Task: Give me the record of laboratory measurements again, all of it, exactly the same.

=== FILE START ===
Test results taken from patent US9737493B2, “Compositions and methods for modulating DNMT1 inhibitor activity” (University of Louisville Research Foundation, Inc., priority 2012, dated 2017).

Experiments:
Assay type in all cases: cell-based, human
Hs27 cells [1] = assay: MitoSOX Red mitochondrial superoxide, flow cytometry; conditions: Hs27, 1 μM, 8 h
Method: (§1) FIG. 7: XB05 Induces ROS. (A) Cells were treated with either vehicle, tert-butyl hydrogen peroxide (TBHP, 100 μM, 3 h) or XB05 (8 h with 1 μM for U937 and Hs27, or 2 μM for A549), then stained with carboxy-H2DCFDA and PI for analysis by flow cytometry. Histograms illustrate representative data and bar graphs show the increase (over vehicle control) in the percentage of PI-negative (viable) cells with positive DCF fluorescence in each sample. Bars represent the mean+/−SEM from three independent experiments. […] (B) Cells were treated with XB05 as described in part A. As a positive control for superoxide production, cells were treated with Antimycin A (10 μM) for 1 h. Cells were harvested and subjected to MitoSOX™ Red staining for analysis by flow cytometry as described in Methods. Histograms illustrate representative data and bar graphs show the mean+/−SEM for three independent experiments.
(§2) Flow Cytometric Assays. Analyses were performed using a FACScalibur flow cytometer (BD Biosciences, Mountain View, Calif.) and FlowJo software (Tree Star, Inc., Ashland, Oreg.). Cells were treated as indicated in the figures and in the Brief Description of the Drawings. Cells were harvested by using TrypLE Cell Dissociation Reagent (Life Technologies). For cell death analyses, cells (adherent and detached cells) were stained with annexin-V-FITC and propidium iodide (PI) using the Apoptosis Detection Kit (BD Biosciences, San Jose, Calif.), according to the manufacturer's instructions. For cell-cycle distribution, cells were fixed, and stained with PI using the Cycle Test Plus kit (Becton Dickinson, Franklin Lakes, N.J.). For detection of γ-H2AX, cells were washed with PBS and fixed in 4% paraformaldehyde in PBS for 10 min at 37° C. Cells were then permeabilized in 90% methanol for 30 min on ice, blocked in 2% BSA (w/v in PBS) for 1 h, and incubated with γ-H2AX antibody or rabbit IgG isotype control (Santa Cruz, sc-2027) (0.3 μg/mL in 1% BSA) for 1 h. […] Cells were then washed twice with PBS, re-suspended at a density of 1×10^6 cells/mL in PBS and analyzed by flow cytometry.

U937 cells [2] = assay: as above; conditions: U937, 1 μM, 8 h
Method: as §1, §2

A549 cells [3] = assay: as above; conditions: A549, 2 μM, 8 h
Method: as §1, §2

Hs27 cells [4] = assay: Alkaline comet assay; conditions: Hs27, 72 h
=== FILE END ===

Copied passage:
Test results taken from patent US9737493B2, “Compositions and methods for modulating DNMT1 inhibitor activity” (University of Louisville Research Foundation, Inc., priority 2012, dated 2017).

Experiments:
Assay type in all cases: cell-based, human
Hs27 cells [1] = assay: MitoSOX Red mitochondrial superoxide, flow cytometry; conditions: Hs27, 1 μM, 8 h
Method: (§1) FIG. 7: XB05 Induces ROS. (A) Cells were treated with either vehicle, tert-butyl hydrogen peroxide (TBHP, 100 μM, 3 h) or XB05 (8 h with 1 μM for U937 and Hs27, or 2 μM for A549), then stained with carboxy-H2DCFDA and PI for analysis by flow cytometry. Histograms illustrate representative data and bar graphs show the increase (over vehicle control) in the percentage of PI-negative (viable) cells with positive DCF fluorescence in each sample. Bars represent the mean+/−SEM from three independent experiments. […] (B) Cells were treated with XB05 as described in part A. As a positive control for superoxide production, cells were treated with Antimycin A (10 μM) for 1 h. Cells were harvested and subjected to MitoSOX™ Red staining for analysis by flow cytometry as described in Methods. Histograms illustrate representative data and bar graphs show the mean+/−SEM for three independent experiments.
(§2) Flow Cytometric Assays. Analyses were performed using a FACScalibur flow cytometer (BD Biosciences, Mountain View, Calif.) and FlowJo software (Tree Star, Inc., Ashland, Oreg.). Cells were treated as indicated in the figures and in the Brief Description of the Drawings. Cells were harvested by using TrypLE Cell Dissociation Reagent (Life Technologies). For cell death analyses, cells (adherent and detached cells) were stained with annexin-V-FITC and propidium iodide (PI) using the Apoptosis Detection Kit (BD Biosciences, San Jose, Calif.), according to the manufacturer's instructions. For cell-cycle distribution, cells were fixed, and stained with PI using the Cycle Test Plus kit (Becton Dickinson, Franklin Lakes, N.J.). For detection of γ-H2AX, cells were washed with PBS and fixed in 4% paraformaldehyde in PBS for 10 min at 37° C. Cells were then permeabilized in 90% methanol for 30 min on ice, blocked in 2% BSA (w/v in PBS) for 1 h, and incubated with γ-H2AX antibody or rabbit IgG isotype control (Santa Cruz, sc-2027) (0.3 μg/mL in 1% BSA) for 1 h. […] Cells were then washed twice with PBS, re-suspended at a density of 1×10^6 cells/mL in PBS and analyzed by flow cytometry.

U937 cells [2] = assay: as above; conditions: U937, 1 μM, 8 h
Method: as §1, §2

A549 cells [3] = assay: as above; conditions: A549, 2 μM, 8 h
Method: as §1, §2

Hs27 cells [4] = assay: Alkaline comet assay; conditions: Hs27, 72 h